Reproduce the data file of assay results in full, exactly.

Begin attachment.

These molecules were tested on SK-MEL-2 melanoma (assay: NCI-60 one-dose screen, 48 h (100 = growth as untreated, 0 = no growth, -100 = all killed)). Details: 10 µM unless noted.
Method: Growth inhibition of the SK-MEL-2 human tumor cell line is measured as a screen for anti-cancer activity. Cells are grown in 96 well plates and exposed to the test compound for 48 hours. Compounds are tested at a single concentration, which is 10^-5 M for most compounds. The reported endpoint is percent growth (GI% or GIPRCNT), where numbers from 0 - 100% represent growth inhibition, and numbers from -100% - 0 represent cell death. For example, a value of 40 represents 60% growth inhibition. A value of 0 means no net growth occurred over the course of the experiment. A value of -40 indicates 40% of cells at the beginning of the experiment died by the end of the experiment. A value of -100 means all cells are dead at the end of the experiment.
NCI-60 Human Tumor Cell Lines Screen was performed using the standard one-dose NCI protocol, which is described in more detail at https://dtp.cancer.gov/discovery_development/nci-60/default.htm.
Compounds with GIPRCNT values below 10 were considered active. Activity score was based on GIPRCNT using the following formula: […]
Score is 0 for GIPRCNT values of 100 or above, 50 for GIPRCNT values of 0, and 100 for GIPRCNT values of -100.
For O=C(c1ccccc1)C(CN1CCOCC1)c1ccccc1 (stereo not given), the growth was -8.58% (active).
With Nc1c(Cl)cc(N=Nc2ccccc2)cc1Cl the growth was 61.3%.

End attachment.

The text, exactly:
These molecules were tested on SK-MEL-2 melanoma (assay: NCI-60 one-dose screen, 48 h (100 = growth as untreated, 0 = no growth, -100 = all killed)). Details: 10 µM unless noted.
Method: Growth inhibition of the SK-MEL-2 human tumor cell line is measured as a screen for anti-cancer activity. Cells are grown in 96 well plates and exposed to the test compound for 48 hours. Compounds are tested at a single concentration, which is 10^-5 M for most compounds. The reported endpoint is percent growth (GI% or GIPRCNT), where numbers from 0 - 100% represent growth inhibition, and numbers from -100% - 0 represent cell death. For example, a value of 40 represents 60% growth inhibition. A value of 0 means no net growth occurred over the course of the experiment. A value of -40 indicates 40% of cells at the beginning of the experiment died by the end of the experiment. A value of -100 means all cells are dead at the end of the experiment.
NCI-60 Human Tumor Cell Lines Screen was performed using the standard one-dose NCI protocol, which is described in more detail at https://dtp.cancer.gov/discovery_development/nci-60/default.htm.
Compounds with GIPRCNT values below 10 were considered active. Activity score was based on GIPRCNT using the following formula: […]
Score is 0 for GIPRCNT values of 100 or above, 50 for GIPRCNT values of 0, and 100 for GIPRCNT values of -100.
For O=C(c1ccccc1)C(CN1CCOCC1)c1ccccc1 (stereo not given), the growth was -8.58% (active).
With Nc1c(Cl)cc(N=Nc2ccccc2)cc1Cl the growth was 61.3%.